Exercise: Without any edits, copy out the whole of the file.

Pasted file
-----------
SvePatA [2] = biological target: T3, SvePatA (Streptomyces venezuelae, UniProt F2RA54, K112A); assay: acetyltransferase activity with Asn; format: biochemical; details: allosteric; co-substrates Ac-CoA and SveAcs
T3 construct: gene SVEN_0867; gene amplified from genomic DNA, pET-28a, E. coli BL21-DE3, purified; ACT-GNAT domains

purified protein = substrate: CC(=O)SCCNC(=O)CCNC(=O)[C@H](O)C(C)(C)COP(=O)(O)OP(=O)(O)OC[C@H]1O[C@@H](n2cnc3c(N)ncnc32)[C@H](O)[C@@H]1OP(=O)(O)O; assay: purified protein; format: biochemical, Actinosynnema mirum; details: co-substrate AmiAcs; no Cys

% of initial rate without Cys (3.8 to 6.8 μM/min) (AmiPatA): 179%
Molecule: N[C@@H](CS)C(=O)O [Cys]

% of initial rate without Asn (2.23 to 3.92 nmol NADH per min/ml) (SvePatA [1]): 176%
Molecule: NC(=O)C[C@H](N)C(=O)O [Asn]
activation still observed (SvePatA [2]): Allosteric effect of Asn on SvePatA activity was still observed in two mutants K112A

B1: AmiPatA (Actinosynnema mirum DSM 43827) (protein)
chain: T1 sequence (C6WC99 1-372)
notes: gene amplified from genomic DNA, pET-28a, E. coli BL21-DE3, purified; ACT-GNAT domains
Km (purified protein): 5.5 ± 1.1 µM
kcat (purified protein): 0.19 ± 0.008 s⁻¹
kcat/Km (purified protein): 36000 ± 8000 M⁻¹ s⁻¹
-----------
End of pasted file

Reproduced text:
SvePatA [2] = biological target: T3, SvePatA (Streptomyces venezuelae, UniProt F2RA54, K112A); assay: acetyltransferase activity with Asn; format: biochemical; details: allosteric; co-substrates Ac-CoA and SveAcs
T3 construct: gene SVEN_0867; gene amplified from genomic DNA, pET-28a, E. coli BL21-DE3, purified; ACT-GNAT domains

purified protein = substrate: CC(=O)SCCNC(=O)CCNC(=O)[C@H](O)C(C)(C)COP(=O)(O)OP(=O)(O)OC[C@H]1O[C@@H](n2cnc3c(N)ncnc32)[C@H](O)[C@@H]1OP(=O)(O)O; assay: purified protein; format: biochemical, Actinosynnema mirum; details: co-substrate AmiAcs; no Cys

% of initial rate without Cys (3.8 to 6.8 μM/min) (AmiPatA): 179%
Molecule: N[C@@H](CS)C(=O)O [Cys]

% of initial rate without Asn (2.23 to 3.92 nmol NADH per min/ml) (SvePatA [1]): 176%
Molecule: NC(=O)C[C@H](N)C(=O)O [Asn]
activation still observed (SvePatA [2]): Allosteric effect of Asn on SvePatA activity was still observed in two mutants K112A

B1: AmiPatA (Actinosynnema mirum DSM 43827) (protein)
chain: T1 sequence (C6WC99 1-372)
notes: gene amplified from genomic DNA, pET-28a, E. coli BL21-DE3, purified; ACT-GNAT domains
Km (purified protein): 5.5 ± 1.1 µM
kcat (purified protein): 0.19 ± 0.008 s⁻¹
kcat/Km (purified protein): 36000 ± 8000 M⁻¹ s⁻¹